Adam Badeau, Elihu B. Washburne, and William Eaton
Chandler MSS., Library of Congress.
Library of Congress, Manuscript
Division, Papers of Adam Badeau General Correspondence,
"Ulysses S. Grant," Copy, U.S. Grant to Gen
J[ohn] M[CAllister] Schofield, [Secretary of War],
Galena, Ill, Sept 25, 1868, 2pps.
"I find it so retired and pleasant here, and
anticipate so much pulling and hauling after returning to
Washington, I have concluded not to go back until about
the close of October. If any thing however should require
my presence there earlier, and you will telegraph me
here, I will go in at once. My summer vacation has been a
very pleasant one. The trip I took to the Rocky Mountains
was both instructive and agreeable. It gave me the key to
the topography of the country, so that now when Indian
hostilities are reported, or the establishment of a new
post, at a particular place is recommended, I can have
more distinct ideas about what should be done than can be
got merely from maps. I advise you, if you take a trip
next summer, to go to the mountains. The climate is
delightful and (p.2) the scenery grand I presume military
affairs get on as well without me, as they would with me
in Washington "
Library of Congress, Manuscript Division Papers of Elihu B. Washburne Vol. 61, 1868, July 18 - Nov 23
Sam[uel] A. Pervorance [sic] Pittsburgh, Oct
29 1868 to Elihu B. Washburne, 2pp.
"We had Gov. Seymour here last evening and altho a great crowd was attracted to hear & see him no impression was made in his favor. Like the Irishman in swallowing the chicken that chirped 'be jabbing your too late a spaking.'
"He cannot reverse the Judg[men]t, it is
irrevocable & cannot be disturbed
Library of Congress, Manuscript Division, The Papers of William Eaton Chandler container #6 1868, June 5- July 25,
A.T. Boyle & Wm J. Andrews, Washington DC to Wm E Chandler, Washington, DC June 18, 1868, 5pps.
The two organized a "Bureau of Correspondence," sending a weekly or semi-weekly letter to one or more Republican newspapers in every Congressional District during the 1868 campaign between u.s. Grant and Horatio Seymour. As of the writing of this letter, they had 200 subscribers:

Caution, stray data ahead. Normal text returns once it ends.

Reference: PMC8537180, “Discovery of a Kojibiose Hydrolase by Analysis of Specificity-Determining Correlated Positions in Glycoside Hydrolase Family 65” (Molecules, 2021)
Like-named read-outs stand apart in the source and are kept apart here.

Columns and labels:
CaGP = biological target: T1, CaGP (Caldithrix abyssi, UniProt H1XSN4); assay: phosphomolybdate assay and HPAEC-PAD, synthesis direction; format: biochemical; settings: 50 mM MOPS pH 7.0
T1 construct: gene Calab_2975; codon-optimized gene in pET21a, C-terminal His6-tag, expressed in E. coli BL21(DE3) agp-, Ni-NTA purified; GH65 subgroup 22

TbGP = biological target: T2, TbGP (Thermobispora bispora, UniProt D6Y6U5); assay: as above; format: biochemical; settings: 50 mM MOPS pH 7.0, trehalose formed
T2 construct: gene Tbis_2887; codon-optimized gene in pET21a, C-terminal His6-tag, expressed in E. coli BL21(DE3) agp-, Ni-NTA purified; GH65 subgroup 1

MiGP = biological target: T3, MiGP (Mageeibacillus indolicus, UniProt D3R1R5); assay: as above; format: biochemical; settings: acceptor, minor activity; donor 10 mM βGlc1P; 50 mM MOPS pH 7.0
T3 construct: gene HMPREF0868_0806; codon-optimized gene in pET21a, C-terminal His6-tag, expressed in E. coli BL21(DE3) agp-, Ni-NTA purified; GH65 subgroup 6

"...The letters are well written, and while readable and interesting, they have a higher tone than the ordinary gossip of newspaper correspondents. We know that public opinion, may be, not only influenced, but actually formed and molded by this means.
"The power of the press is well understood, and it is almost wholly relied upon for the dissemination of political ideas -- Yet no organization has heretofore been effected for this purpose. Not more than a dozen papers in this country are really party organs, inspired and controlled by the highest political authority. The hundreds of papers published throughout the country, and exerting immense influence within the localities in which they circulate, depend entirely upon the few larger journals above alluded to, for (p.3) their political ideas and intelligence, reaching their readers second hand, and not infrequently imperfectly or improperly presented.
"Through our 'Bureau of Correspondence," we offer to you a speedy and efficient means of presenting, directly, to the whole people, and more especially, those whom the larger dailies do not reach, such ideas and statements as you may desire.
"The organization is not self sustaining, the
letters being furnished on nominal
terms... but has been carried on by us in the interest of
the Republican party, at an expense to ourselves, of something
over one hundred dollars per week "Ask
for (p.4) "a few hundred dollar, to enable us to
continue, until such time as we may obtain means from
some other source, or until the concern
can be made self-supporting We cannot exact a price for
our letters, from the papers to which we send them, and
insure their publication -- many will not, and others
cannot pay. . . . "
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